Third, I’m not buying all that locally.  I’d like to support local businesses as much as possible, and especially people who are producers.  Although I certainly save money by buying secondhand, what I spend doesn’t always go to local businesses. And finally, although I’m not spending a lot, I’m still spending money here and there that could be put to better use, like defraying the cost of the pressure canner I still have yet to buy, or buying more local food and hand-made goods.  A bit more money – even five or ten dollars a week – should add up over time.

Right now, there are few things that I have in mind to work on.  Some of them I’m already doing, and so this list is partly a reminder of the things I want to be doing, partly a further concentration or distillation of some of my guiding ideas, and partly some new ideas that I plan to keep in mind.

My first goal is to further reduce my consumption.  There are still some big purchases on my list, but I’d like to cut the rest of my consumption – books, clothes, housewares, non-local food, and other bits and pieces – down even further.   I have more than enough, and I’d like to be sure that I’m making the best use that I can of what I have, and that I’m not overconsuming.  Also, when I do buy something, I’d like to spend more time considering quality, durability, and whether what I buy can be repaired.

My second goal is to continue to reuse, but to focus more on reusing what I already have than shopping secondhand.  When wandering through the thrift store, all of the inexpensive options are far too tempting, so trips will be reserved for when I have something specific that I need rather than something that I might want or only have a vague idea about.  Instead, I hope to be better about finding ways to reuse (or rework, or reshape, or repurpose) things that I already have.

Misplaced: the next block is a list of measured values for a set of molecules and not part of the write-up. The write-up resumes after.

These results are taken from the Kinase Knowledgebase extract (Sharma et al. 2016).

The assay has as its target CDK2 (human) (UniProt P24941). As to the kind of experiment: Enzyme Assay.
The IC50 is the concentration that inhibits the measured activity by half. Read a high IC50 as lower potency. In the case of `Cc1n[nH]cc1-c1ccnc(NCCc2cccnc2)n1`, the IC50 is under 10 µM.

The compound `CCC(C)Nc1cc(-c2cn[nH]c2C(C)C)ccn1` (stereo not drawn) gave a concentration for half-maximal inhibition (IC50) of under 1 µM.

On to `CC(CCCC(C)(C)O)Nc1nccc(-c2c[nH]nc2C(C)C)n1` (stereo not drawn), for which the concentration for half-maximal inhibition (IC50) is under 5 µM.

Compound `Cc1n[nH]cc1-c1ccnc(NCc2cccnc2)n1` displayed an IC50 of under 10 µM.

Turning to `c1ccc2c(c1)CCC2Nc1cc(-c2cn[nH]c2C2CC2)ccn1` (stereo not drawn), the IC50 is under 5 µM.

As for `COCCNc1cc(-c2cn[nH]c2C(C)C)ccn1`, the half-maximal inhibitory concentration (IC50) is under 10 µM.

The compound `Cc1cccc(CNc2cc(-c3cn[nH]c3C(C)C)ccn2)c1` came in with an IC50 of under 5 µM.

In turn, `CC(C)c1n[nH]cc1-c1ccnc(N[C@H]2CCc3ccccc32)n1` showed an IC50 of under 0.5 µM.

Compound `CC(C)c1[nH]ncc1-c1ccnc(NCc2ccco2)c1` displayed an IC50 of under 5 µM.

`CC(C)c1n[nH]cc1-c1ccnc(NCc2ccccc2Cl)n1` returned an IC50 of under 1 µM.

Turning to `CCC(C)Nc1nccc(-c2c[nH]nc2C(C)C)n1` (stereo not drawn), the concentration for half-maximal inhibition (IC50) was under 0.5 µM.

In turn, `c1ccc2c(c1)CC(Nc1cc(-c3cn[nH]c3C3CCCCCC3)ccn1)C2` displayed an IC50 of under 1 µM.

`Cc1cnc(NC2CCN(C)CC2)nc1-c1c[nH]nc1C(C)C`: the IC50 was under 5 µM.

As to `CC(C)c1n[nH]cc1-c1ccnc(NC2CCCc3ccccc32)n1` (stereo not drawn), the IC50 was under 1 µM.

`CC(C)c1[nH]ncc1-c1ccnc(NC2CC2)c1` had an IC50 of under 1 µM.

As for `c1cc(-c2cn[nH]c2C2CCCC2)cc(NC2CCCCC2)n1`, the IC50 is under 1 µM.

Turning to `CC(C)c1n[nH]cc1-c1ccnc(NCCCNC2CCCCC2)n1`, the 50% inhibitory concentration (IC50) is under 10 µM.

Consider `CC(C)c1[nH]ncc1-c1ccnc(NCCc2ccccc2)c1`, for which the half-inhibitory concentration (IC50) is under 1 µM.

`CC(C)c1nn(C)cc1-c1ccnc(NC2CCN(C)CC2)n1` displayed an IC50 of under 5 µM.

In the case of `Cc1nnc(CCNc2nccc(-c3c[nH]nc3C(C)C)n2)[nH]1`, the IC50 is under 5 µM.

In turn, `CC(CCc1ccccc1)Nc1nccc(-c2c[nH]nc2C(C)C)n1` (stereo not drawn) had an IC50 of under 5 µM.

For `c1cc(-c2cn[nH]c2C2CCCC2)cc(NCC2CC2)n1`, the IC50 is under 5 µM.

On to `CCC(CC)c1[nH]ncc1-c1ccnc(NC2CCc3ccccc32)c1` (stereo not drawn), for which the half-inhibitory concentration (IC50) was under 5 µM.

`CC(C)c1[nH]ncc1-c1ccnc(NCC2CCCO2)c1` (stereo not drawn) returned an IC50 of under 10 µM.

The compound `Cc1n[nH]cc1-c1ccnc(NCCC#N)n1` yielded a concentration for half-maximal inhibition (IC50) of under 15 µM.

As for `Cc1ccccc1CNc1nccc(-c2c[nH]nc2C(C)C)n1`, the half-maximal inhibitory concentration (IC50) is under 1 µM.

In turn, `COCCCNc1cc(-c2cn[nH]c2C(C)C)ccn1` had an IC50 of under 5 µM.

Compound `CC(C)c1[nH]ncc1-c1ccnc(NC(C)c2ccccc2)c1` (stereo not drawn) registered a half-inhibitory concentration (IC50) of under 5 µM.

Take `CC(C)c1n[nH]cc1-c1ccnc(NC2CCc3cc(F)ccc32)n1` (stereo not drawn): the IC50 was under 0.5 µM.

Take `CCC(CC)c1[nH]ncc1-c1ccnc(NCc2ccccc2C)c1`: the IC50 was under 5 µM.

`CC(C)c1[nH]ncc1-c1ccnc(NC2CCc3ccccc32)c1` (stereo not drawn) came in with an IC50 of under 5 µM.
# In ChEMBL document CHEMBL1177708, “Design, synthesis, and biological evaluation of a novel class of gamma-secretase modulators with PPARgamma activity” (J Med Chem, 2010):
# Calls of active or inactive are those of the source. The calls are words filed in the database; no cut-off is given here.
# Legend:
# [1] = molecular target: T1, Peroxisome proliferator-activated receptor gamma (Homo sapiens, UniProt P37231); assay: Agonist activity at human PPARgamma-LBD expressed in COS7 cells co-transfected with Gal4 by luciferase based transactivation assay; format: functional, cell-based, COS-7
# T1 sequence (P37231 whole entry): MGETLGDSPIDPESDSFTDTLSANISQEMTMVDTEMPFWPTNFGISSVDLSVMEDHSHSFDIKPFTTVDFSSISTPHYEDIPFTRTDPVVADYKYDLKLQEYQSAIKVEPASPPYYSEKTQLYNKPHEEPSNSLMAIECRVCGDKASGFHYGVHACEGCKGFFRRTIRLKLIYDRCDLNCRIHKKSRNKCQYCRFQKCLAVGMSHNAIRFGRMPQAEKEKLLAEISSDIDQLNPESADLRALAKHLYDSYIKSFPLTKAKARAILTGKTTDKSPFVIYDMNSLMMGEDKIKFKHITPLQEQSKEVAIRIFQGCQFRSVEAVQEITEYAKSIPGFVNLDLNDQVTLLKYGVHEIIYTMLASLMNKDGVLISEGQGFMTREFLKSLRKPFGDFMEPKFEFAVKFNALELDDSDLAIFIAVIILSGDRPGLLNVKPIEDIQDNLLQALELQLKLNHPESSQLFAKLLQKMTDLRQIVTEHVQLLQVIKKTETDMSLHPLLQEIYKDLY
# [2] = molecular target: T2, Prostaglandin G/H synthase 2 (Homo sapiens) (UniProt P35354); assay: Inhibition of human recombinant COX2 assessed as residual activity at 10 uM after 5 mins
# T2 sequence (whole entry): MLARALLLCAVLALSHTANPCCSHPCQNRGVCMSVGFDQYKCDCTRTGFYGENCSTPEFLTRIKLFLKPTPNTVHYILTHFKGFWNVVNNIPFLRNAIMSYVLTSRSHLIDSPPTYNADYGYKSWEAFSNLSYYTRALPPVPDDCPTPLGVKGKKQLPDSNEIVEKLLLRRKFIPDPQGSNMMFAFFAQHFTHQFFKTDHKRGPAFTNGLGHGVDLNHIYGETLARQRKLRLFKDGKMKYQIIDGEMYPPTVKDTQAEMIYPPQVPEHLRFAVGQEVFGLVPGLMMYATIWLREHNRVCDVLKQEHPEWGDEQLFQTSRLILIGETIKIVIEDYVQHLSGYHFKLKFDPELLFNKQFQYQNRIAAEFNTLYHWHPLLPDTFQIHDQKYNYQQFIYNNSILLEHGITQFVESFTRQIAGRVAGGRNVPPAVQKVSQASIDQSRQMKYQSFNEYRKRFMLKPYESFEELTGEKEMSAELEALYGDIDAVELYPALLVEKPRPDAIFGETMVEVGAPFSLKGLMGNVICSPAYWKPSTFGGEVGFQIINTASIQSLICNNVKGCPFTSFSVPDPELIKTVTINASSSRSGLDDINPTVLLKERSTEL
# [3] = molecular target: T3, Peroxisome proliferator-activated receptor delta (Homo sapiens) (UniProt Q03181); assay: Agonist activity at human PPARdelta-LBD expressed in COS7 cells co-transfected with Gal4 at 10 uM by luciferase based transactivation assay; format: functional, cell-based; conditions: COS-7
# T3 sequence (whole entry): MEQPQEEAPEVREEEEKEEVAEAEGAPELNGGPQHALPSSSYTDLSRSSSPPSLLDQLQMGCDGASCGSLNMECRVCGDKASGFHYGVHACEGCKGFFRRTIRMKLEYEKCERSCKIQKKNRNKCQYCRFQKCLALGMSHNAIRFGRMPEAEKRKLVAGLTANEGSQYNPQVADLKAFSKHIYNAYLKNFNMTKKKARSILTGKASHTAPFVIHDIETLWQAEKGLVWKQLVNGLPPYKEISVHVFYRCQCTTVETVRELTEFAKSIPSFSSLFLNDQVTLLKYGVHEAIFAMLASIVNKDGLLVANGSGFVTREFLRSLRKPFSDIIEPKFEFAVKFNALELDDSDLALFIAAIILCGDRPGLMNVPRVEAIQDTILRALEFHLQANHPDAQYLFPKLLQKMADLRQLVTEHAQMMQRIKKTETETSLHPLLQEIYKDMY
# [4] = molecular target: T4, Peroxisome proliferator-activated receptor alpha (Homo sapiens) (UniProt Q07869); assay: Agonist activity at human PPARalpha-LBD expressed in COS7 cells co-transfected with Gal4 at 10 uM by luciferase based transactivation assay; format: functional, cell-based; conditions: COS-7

My third goal is focused on relocalizing, especially in terms of making more purchases locally.  This certainly includes food, but I’d also like to become more familiar with local artisans and what they produce, from food and pottery to knitted goods and baking.  This also means that if I do shop secondhand, I’ll go to smaller non-profit stores that are working within the community.

Finally, I plan to increase my understanding and appreciation of things, especially on the production end.  It feels easy to not appreciate tangible goods when they’re inexpensive, easily replaced, and when I haven’t seen the work that’s gone into their production.  I feel like it’s easy to let food go bad when there’s more available at the supermarket, or to let a hole in a sweater get bigger when there are racks upon racks at nearby stores.  To remedy this, I’m continuing to try to make as much as I can for myself to really appreciate the work that goes into production and to value the resulting product.  This means baking more bread, knitting more socks, sewing more clothes, and growing more food.  I have the materials, I just need to be better about actually doing this.

It seems like thinking through and improving how I consume is an ongoing goal that I’m constantly adjusting and refining.  In the past I’ve generally tried to cut myself off without really thinking through the reasons why, or what my future consumption could or should look like.  This time, I’m trying to give some more thought to my underlying motivations – for consuming in the first place and for backing off now – and some of the ways that I can adjust my shopping habits.  I imagine I’ll be writing more about consumption as the new year progresses.  There are a number of ideas that I want to think through with respect to the necessity of shopping, how and what I want to consume, and future purchases.  At the same time, I also have a good amount of consumption related research on my plate, and I’d really like to have my own consumption match up more closely with my ideals and values.